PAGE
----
Keyboard Instruments at Yale

In 1900, Morris Steinert, a prominent music retail entrepreneur and philanthropist in New Haven, presented to Yale the core of his extensive collection of clavichords, harpsichords, and pianos. The Steinert gift prompted alumni to donate individual instruments over the following decades, and the acquisition of the Belle Skinner Collection in 1960 confirmed the position of the Yale Collection as one of the most important repositories of keyboard instruments in the world.

Yale's collection of keyboard instruments is notable for the quality and balance of its holdings. The major national schools of keyboard instrument making over a span of more than four centuries are well represented by examples of the work of the leading makers of the time. Clavichords by Hoffmann and Dolmetsch, harpsichords by Ruckers and Taskin, and pianos by Bösendorfer and Erard are just a few choice examples among the more than 100 keyboards in the Collection.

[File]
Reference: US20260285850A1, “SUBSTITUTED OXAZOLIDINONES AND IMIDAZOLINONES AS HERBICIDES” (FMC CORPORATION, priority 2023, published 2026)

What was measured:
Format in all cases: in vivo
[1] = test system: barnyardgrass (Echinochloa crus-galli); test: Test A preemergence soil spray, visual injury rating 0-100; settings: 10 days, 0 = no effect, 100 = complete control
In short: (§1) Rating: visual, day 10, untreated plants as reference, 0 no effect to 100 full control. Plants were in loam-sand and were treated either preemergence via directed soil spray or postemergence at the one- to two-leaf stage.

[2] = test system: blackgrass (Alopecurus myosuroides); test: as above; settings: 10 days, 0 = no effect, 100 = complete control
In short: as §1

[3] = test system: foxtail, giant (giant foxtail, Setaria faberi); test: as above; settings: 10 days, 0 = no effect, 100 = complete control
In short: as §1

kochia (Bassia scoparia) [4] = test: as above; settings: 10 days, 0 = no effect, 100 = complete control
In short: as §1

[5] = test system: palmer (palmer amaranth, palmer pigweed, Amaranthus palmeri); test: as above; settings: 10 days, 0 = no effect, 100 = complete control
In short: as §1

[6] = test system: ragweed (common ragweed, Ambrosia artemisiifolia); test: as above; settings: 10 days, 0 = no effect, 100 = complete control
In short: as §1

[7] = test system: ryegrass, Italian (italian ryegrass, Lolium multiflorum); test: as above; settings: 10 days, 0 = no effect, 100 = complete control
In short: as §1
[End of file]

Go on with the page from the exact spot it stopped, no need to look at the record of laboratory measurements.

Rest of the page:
Over half of the instruments on display have been restored and are maintained in playing condition. These are presented in lectures, demonstrations, and tours, and they are heard regularly in concerts featuring leading artists who specialize in the performance of music in a historical context.

The instruments in this exhibit represent a unique asset on the campus of a major university with a strong music program. Yale students and faculty, as well as qualified scholars, performers, and instrument makers, are encouraged to make an appointment for an interactive "close encounter" with these surviving tonal witnesses to music of the past – instruments identical to those played by Bach, Couperin, Mozart, Beethoven, Chopin, Liszt, and Brahms.